Thankfully, to get the essential tips (no pun intended) on how to execute your nail primping at home—and give the illusion that you got them done professionally—I consulted Gwen Stefani's manicurist (the pop star is the queen of cool nails, after all).
"Life gets busy, of course, but keeping your nails healthy and pretty is something you can work on at home," says nail artist Shelly Hill, who also works with Nicki Minaj and Amal Clooney. "The trick is having the proper tools, quality 5-free—or more—polish, and working on your technique."
"Life gets busy, of course, but keeping your nails healthy and pretty is something you can work on at home."
Don't know 5-free from fat-free? It just means that the top five sketchy ingredients (like formaldehyde) that are in most mainstream nail polishes have been removed. The number can go up if more toxins are taken out. For example, the Los Angeles salon that Hill manages, Base Coat, now has its own line of 8-free polish.
Once you're up on the better-for-you brands, it's then just a matter of the actual application. (Easy, right? JK.) Hill has picked up some brilliant tricks for, ahem, nailing your at-home mani every time—yes, even when you're using your non-dominant hand.
Ready for a celeb-approved, DIY manicure? Keep reading for Hill's pro tips.
Handle your cuticles
That pesky skin that grows around your nail beds is a major part of what can make your mani look less than professional. Grooming your cuticles is easy, though.
"You can use your thumb nail and gently push them back after you shower or wash your hands," says Hill. She then recommends using a cuticle oil to keep your nail beds looking fresh (though any nourishing body oil from your beauty shelf will do the trick).
Shape to perfection—with the right tool
Simply cutting your nails with a clipper isn't going to make them look, well, salon-chic. Shaping's key in order to truly be Instagram-worthy—and the pro secret is investing in a glass nail file. (You can find them for under $10, so it's a budget-friendly addition.)
"These are so much better for you and the environment [than emery boards]," says Hill. "Glass files refine the nail and can be used in any direction without tearing or causing damage to the edge." She notes that coarser files can actually be rough on the layers of keratin that make up your nail plate, which results in an uneven edge (no thanks).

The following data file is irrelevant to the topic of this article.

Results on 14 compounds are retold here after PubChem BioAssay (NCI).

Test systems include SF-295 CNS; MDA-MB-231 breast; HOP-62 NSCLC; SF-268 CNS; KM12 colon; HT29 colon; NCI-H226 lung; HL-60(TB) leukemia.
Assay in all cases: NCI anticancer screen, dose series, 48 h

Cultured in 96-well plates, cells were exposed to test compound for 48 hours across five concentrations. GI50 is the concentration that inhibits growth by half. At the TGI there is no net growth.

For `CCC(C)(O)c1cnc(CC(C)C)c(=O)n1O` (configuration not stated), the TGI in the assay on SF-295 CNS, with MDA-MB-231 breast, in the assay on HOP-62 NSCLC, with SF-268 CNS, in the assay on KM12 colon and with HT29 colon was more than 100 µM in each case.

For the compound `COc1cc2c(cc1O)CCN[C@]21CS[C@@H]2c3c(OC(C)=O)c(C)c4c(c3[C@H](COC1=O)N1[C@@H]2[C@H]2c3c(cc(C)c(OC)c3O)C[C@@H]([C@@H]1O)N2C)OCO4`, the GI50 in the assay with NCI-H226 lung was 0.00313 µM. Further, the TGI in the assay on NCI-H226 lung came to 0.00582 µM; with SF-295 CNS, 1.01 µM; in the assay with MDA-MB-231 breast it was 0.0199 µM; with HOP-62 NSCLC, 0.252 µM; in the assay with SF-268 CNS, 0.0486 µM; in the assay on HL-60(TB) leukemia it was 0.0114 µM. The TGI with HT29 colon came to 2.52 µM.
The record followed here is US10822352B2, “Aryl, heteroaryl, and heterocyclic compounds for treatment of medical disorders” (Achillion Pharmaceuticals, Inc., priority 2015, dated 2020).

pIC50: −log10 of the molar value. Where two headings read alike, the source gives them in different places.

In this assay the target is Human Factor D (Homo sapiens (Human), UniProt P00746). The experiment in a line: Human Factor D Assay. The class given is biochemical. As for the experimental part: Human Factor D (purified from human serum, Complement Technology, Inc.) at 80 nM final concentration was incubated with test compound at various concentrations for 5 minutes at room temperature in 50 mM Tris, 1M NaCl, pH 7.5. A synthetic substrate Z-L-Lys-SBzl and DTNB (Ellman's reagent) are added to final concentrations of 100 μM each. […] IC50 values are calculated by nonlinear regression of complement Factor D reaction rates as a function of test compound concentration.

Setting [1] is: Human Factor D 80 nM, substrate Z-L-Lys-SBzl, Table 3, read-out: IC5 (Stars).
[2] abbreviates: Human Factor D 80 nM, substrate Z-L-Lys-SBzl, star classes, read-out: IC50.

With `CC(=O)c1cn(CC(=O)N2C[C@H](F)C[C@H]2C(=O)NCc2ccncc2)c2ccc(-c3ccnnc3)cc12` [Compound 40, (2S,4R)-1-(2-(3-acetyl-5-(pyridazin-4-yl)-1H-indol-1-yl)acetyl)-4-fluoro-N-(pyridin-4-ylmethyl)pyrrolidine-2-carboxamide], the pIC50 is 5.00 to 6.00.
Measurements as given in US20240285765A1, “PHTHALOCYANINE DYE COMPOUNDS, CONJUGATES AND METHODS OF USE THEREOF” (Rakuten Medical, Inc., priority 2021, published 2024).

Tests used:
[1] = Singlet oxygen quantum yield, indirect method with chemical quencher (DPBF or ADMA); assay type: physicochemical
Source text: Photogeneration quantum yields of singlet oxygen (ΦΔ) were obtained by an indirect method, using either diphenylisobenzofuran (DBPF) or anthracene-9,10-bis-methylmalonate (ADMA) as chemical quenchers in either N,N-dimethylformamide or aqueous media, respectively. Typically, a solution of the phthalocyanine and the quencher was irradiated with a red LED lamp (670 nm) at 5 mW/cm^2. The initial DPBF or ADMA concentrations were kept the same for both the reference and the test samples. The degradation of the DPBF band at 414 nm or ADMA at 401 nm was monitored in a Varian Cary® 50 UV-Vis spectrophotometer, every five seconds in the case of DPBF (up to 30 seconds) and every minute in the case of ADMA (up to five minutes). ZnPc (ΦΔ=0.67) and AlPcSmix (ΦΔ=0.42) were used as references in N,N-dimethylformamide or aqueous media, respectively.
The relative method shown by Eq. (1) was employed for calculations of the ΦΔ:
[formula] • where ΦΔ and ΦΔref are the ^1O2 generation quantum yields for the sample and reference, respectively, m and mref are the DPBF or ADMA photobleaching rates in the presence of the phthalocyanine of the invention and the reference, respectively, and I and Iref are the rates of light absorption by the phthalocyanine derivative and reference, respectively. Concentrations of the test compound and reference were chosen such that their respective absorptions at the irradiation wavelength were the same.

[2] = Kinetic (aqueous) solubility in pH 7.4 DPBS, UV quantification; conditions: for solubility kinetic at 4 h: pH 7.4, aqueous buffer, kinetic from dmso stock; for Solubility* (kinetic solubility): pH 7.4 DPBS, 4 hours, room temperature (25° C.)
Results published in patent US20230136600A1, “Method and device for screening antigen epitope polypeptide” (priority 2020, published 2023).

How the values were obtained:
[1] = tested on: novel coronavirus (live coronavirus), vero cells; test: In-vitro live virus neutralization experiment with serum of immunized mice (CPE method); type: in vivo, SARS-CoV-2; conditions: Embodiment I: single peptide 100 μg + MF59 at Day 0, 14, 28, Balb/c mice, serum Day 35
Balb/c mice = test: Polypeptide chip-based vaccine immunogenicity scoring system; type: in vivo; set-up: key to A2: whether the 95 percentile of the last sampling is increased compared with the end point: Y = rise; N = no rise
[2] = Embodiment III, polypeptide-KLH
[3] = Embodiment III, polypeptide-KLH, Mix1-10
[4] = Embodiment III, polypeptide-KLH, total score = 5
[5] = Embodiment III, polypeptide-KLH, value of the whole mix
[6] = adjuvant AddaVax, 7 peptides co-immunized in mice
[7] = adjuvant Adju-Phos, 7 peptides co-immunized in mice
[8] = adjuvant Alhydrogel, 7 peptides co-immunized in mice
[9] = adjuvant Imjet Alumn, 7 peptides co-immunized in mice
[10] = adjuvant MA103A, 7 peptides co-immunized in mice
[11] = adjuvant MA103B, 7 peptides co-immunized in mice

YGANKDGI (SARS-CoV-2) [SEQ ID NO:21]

Paint like an artiste
Now for the hard part: applying the polish. (Just me?) Always start with a base coat—not only will it protect your nails from chemicals, but also gives the color something to adhere to for longer-lasting wear.
"The easiest way to paint is to take your brush and start in the center of your nail, as close as you can get to the cuticle area at the tip," says Hill. "Then go from the bottom left side near the cuticle to the top in a slight circular stroke, and repeat on the right side. Finish that with one last stroke over the middle of the nail to make it even."
This takes practice to get perfect, Hill admits, but there are some tricks she's picked up along the way. "Make sure you're using thin layers of polish," she notes. "Wait about five minutes between each layer to help with the overall dry time, and have an old makeup brush dipped in nail polish remover on hand to clean up mistakes."
Seal the deal
Now, you want your work of art to last—so applying a top coat is crucial. "Not only does this make your manicure last longer, but it gives a high-gloss shine to an otherwise dull appearance when polish dries," says Hill. "Top coats also protect color from UV and other environmental discoloration."
And to really milk that mani, wear gloves. "When gardening, doing dishes, cleaning—anything that can affect your nails," the pro advises. "Gloves will make your nail polish last for a good 10 days—it makes a huge difference." After all, it is a masterpiece—you might as well take extra care to protect it.
If you want to get really creative, try this major nail trend that takes its inspiration from healthy Instagram. And check out the beauty obsessions of non-toxic pioneer Deborah Lippmann.
Loading More Posts...